Advertisement

Web3D Based Multimedia Software of Safety Knowledge for Children

  • Zhen Liu
  • YanJie Chai
Part of the Advances in Intelligent and Soft Computing book series (AINSC, volume 129)

Abstract

Safety education for children is still a urgent task in china, teaching children to learn safety knowledge in life is very important. With the development of Internet, there is a growing concern in web based e-learning software. Based on the psychological characteristic of children and constructivism learning theory, web3d is a good tool for developing education software for children. The design method of web3d software is introduced with traffic education and virtual digestive system, a finite state machine expresses the behavior state of a virtual character, and NPC characters are introduced to increase the interest of the scene. The Web3d based education software can run both on local PC and on the Internet, a child user can explore safety knowledge in interactive method. The demo system can make children safety education more vivid, interactive and interesting.

Keywords

Virtual Reality Virtual World Fetal Alcohol Syndrome Virtual Character Safety Education 
These keywords were added by machine and not by the authors. This process is experimental and the keywords may be updated as the learning algorithm improves.

Preview

Unable to display preview. Download preview PDF.

Unable to display preview. Download preview PDF.

References

  1. 1.
    Bernstein, D.A., Stewart, A.C., Roy, E.J., Wickens, C.D.: Psychology, 4th edn., pp. 360–361. Houghton Miffin Company, New York (1997)Google Scholar
  2. 2.
    Leslie, P.S., Steff, G., Jerry, E.G.: Constructivism in education. Lawrence Erlbaum Associates, Inc., Hillsdale (1995)Google Scholar
  3. 3.
    Gibson, J.J.: The ecological approach to visual perception. Lawrence Erlbaum Associates, Inc., Hillsdale (1986)Google Scholar
  4. 4.
    William, R.S., Alan, B.C.: Understanding Virtual Reality, Interface, Application, and Design. Elsevier Press, Amsterdam (2003)Google Scholar
  5. 5.
    Geroimenko, V., Chen, C. (eds.): Visualizing Information Using SVG and X3D. Springer-Verlag London Limited, London (2005)zbMATHGoogle Scholar
  6. 6.
    Hiroshi, Y.: Virtual chemical education-agent oriented global education system for chemistry. Chemical Education 4(1) (2000)Google Scholar
  7. 7.
    Haller, M., Holm, R., Volkert, J., Wagner, R.: omVR - A Safety Training System for a Virtual Refinery. In: Proceedings of ISMCR 1999, Workshop of Virtual Reality and Advanced Human-Robot Systems, Tokyo, Japan, pp. 291–298 (1999)Google Scholar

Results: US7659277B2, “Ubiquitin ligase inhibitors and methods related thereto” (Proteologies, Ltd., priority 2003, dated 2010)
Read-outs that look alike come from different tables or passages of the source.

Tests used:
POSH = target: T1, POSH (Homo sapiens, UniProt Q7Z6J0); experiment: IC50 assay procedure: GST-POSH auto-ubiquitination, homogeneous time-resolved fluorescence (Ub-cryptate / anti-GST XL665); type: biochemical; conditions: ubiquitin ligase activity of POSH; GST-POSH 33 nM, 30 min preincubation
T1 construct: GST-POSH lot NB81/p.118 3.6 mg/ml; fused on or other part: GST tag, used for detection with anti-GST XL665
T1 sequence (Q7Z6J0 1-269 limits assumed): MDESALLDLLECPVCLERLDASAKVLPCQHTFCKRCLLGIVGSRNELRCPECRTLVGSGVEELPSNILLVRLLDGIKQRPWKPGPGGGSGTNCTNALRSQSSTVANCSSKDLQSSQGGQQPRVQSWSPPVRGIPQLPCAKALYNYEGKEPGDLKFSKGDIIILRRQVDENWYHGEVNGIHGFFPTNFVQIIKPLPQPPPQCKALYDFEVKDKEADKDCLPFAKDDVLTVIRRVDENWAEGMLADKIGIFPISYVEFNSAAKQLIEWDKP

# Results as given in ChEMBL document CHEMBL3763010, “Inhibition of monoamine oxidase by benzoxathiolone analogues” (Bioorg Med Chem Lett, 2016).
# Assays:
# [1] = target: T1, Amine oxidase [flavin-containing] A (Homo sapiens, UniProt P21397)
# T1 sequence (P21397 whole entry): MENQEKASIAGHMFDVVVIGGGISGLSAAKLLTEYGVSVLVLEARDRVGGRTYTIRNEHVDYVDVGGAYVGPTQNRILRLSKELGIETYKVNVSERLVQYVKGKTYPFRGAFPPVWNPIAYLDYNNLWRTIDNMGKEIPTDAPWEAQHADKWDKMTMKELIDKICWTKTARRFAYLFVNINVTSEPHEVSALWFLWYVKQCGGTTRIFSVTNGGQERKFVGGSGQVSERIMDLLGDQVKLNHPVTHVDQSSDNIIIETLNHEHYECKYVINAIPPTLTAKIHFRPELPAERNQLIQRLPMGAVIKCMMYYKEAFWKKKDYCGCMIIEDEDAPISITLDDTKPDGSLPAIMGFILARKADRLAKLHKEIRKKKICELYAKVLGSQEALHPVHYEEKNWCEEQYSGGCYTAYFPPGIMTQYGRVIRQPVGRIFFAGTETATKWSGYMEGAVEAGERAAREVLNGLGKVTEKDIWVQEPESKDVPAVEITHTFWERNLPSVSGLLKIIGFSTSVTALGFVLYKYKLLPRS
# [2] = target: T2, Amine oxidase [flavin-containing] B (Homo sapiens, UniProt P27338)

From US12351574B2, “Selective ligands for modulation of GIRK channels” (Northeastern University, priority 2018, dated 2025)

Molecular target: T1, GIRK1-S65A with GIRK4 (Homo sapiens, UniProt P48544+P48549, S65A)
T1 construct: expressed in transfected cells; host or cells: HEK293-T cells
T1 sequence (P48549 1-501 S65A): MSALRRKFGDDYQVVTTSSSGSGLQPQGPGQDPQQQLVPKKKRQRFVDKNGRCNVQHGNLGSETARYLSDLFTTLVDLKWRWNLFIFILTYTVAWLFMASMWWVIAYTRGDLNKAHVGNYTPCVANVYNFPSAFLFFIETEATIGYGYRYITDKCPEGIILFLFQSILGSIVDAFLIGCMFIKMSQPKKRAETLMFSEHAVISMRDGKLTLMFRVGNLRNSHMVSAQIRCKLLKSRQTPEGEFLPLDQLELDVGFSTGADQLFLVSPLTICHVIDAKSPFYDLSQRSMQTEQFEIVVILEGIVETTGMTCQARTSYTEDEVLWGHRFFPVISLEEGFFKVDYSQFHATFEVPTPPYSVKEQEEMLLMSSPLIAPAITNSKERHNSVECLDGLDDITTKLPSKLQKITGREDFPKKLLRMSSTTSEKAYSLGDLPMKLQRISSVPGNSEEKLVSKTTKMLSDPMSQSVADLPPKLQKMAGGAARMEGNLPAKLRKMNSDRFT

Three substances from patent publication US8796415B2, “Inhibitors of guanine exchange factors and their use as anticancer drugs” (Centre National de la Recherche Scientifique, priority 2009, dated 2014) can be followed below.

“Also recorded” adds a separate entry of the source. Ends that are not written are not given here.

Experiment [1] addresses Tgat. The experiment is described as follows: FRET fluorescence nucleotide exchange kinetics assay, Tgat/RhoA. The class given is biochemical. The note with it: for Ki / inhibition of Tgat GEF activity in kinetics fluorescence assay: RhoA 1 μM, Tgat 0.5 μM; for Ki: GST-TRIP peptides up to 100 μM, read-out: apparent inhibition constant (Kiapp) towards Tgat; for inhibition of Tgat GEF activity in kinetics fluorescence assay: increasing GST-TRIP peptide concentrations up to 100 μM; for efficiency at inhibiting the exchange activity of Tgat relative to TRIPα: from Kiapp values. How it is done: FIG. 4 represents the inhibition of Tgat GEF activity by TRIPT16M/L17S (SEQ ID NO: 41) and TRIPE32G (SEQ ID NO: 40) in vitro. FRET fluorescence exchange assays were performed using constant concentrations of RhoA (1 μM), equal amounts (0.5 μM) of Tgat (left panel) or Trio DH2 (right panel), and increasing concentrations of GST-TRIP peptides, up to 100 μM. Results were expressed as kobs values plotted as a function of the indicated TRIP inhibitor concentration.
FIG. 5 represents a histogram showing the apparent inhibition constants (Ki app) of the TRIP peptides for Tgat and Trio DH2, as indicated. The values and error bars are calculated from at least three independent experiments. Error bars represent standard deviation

8. 8.
    Yoon, I., Yoon, S., Williams, R.J., Martinez, N.D., Dunne, J.A.: Interactive 3D visualization of highly connected ecological networks on the WWW. In: ACM Symposium on Applied Computing (SAC 2005), Multimedia and Visualization Section, pp. 1207–1217 (2005)Google Scholar
  9. 9.
    Belfore, L.A., Vennam II, R.: Vrml for urban visualization. In: Proceedings of the 1999 Winter Simulation Conference, pp. 1454–1459 (1999)Google Scholar
  10. 10.
    Lima, E.-M., Honjo, T., Umekia, K.: The validity of VRML Images as a Stimulus for Landscape Assessment, vol. 77(1-2), pp. 1–2 (2006)Google Scholar
  11. 11.
    Roussou, M., Oliver, M., Slater, M.: The virtual playground: an educational virtual reality environment for evaluating interactivity and conceptual learning. Virtual Reality 10(3-4), 227–240 (2006)CrossRefGoogle Scholar
  12. 12.
    Tomaz, A.: Teaching biology in primary and secondary schools with the help of the dynamic HTML and web virtual reality (web3D) projects. Interactive Educational Multimedia (4), 89–98 (2002)Google Scholar
  13. 13.
    Cai, Y., Lu, B., Fan, Z., Indhumathi, C., Lim, K.T., Chan, C.W., Jiang, Y., Li, L.: Bio-edutainment: Learning life science through X gaming. Computer & Graphics 30, 3–9 (2006)CrossRefGoogle Scholar
  14. 14.
    Torsten, F.: The virtual oceanarium. Communications of the ACM 43(7), 94–101 (2000)CrossRefGoogle Scholar
  15. 15.
    Liu, Z.: Design of a Cartoon Game for Traffic Safety Education of Children in China. In: Pan, Z., Aylett, R.S., Diener, H., Jin, X., Göbel, S., Li, L. (eds.) Edutainment 2006. LNCS, vol. 3942, pp. 589–592. Springer, Heidelberg (2006)CrossRefGoogle Scholar
  16. 16.
    Padgett, L.S., Strickland, D., Coles, C.D.: Case study: using a virtual reality computer game to teach fire safety skills to children diagnosed with fetal alcohol syndrome. Journal of Pediatric Psychology 31(1), 65–70 (2006)CrossRefGoogle Scholar

Copyright information

© Springer-Verlag Berlin Heidelberg 2011

Authors and Affiliations

  • Zhen Liu
    • 1
  • YanJie Chai
    • 1
  1. 1.Faculty of Information Science and TechnologyNingbo UniversityNingboChina

Personalised recommendations